Most Army Squads Falling Short on Infantry Skills, Reports Find

22 Apr 2019Military.com | By Matthew Cox

The U.S. Army says it will meet its readiness goals by 2022, but young sergeants in most infantry and close-combat units don’t know how to maneuver their squads or do basic land navigation, Military.com has learned.

For example, sergeants in the majority of the Army’s active brigade combat teams (BCTs) don’t know the importance of gaining a foothold when leading squads on room-clearing operations, according to a series of report cards from the service’s Asymmetric Warfare Group, known as the AWG.

The findings come at a time when the Army is racing to transition from the counter-insurgency mindset that existed in Iraq and Afghanistan to one focused on preparing combat units to fight in large-scale, conventional battles against a foe of equal strength.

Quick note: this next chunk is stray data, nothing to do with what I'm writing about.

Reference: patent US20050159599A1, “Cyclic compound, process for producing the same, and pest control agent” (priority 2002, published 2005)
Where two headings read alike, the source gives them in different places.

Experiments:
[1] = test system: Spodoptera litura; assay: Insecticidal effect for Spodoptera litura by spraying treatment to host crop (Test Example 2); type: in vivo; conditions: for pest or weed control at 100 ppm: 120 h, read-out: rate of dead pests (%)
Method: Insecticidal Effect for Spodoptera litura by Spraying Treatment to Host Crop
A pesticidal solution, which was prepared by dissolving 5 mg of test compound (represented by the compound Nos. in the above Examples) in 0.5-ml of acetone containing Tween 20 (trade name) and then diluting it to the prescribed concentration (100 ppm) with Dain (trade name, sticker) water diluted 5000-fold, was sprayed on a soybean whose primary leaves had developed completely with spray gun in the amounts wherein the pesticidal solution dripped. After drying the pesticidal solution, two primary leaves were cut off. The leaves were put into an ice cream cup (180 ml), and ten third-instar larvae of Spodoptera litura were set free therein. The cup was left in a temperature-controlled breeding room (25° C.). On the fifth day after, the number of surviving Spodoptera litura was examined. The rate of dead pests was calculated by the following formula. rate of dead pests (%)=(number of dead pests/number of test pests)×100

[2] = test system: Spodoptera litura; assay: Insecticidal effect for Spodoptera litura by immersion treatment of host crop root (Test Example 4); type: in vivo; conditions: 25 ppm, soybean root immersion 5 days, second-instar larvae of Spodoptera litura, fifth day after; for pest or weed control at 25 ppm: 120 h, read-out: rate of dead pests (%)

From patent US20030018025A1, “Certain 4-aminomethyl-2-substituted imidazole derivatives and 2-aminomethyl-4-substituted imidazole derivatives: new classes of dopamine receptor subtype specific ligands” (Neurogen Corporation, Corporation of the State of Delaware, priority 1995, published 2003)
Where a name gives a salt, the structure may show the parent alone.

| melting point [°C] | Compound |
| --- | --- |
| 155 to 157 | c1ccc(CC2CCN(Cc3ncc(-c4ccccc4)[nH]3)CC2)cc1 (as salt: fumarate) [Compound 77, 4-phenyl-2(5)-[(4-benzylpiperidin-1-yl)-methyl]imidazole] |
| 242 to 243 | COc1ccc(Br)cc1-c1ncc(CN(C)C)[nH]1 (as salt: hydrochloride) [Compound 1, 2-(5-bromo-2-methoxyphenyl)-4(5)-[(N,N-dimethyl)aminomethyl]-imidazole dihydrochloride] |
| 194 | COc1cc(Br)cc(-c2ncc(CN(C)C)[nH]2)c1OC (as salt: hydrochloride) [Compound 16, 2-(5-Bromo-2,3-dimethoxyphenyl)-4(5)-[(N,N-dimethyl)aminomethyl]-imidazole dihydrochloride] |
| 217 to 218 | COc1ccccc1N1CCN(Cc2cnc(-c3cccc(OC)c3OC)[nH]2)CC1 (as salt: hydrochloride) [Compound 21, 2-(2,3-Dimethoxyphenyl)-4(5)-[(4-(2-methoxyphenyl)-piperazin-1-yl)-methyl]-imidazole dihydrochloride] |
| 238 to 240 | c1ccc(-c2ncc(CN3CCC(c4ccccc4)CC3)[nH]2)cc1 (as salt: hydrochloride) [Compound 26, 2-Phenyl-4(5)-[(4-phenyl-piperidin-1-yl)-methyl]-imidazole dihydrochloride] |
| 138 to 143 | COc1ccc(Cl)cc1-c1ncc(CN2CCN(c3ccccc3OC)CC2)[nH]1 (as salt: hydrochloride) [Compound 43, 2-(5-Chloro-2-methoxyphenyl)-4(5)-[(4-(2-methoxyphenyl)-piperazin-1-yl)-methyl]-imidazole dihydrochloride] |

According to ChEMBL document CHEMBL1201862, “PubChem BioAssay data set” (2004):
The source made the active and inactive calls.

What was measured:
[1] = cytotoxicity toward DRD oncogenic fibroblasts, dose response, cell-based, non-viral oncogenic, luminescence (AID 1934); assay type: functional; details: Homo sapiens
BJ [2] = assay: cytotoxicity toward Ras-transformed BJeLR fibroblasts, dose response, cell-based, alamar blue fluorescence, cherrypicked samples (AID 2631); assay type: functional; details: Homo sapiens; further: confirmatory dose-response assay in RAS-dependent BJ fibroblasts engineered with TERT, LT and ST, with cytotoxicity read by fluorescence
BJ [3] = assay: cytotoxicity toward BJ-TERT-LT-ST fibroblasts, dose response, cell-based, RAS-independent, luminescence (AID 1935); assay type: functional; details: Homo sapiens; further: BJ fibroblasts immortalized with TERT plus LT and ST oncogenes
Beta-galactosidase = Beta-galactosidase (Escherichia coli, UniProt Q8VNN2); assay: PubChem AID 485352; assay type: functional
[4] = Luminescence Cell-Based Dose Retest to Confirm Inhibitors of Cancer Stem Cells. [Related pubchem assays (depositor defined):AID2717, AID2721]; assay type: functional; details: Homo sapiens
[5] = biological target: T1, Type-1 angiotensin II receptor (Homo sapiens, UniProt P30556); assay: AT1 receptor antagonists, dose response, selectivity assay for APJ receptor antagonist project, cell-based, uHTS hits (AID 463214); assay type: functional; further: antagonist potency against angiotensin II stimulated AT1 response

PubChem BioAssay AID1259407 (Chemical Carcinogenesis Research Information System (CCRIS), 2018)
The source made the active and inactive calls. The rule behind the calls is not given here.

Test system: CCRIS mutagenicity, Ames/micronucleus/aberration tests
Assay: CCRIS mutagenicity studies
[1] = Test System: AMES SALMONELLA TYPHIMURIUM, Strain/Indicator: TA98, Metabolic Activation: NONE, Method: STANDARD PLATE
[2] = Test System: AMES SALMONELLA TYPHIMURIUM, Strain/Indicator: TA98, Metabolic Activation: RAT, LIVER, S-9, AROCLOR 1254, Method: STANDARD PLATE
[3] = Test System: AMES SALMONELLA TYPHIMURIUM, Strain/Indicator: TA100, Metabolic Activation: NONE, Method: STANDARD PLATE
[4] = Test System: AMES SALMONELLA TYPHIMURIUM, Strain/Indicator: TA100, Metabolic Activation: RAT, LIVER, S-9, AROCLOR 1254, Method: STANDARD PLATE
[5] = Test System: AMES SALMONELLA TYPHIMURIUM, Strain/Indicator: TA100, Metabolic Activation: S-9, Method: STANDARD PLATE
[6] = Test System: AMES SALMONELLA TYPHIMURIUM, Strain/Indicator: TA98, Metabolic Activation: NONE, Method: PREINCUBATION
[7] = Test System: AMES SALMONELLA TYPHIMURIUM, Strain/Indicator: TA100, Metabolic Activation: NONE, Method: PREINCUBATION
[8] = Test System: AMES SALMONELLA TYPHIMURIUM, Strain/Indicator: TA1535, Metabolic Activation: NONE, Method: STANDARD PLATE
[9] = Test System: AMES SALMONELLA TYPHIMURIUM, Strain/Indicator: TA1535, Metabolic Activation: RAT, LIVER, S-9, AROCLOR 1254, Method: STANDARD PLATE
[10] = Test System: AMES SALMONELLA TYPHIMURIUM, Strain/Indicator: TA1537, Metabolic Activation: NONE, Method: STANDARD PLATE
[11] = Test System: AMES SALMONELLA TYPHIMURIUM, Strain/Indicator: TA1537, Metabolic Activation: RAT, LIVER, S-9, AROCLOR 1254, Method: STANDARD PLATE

Since March 2018, the AWG — a special, operational advisory unit involved in training brigade combat teams in subterranean (Sub-T) warfare operations — has submitted reports to Army leaders on several occasions identifying trends that show small-unit leaders lack proficiency in key skills required for any type of combat, a Defense Department official with knowledge of the reports told Military.com on the condition of anonymity.

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Author: Dian Welle